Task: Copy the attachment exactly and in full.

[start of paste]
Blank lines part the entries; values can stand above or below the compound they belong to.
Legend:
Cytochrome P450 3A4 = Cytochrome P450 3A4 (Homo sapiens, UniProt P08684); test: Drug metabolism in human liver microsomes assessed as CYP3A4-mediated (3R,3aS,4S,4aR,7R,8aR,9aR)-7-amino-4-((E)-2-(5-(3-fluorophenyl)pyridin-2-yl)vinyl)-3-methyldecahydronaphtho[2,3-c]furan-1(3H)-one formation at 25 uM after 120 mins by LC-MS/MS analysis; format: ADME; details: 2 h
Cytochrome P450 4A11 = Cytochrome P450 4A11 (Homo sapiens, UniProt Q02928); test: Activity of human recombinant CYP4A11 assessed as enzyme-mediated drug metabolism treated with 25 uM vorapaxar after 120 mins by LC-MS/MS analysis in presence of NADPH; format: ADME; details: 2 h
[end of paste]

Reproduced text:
Blank lines part the entries; values can stand above or below the compound they belong to.
Legend:
Cytochrome P450 3A4 = Cytochrome P450 3A4 (Homo sapiens, UniProt P08684); test: Drug metabolism in human liver microsomes assessed as CYP3A4-mediated (3R,3aS,4S,4aR,7R,8aR,9aR)-7-amino-4-((E)-2-(5-(3-fluorophenyl)pyridin-2-yl)vinyl)-3-methyldecahydronaphtho[2,3-c]furan-1(3H)-one formation at 25 uM after 120 mins by LC-MS/MS analysis; format: ADME; details: 2 h
Cytochrome P450 4A11 = Cytochrome P450 4A11 (Homo sapiens, UniProt Q02928); test: Activity of human recombinant CYP4A11 assessed as enzyme-mediated drug metabolism treated with 25 uM vorapaxar after 120 mins by LC-MS/MS analysis in presence of NADPH; format: ADME; details: 2 h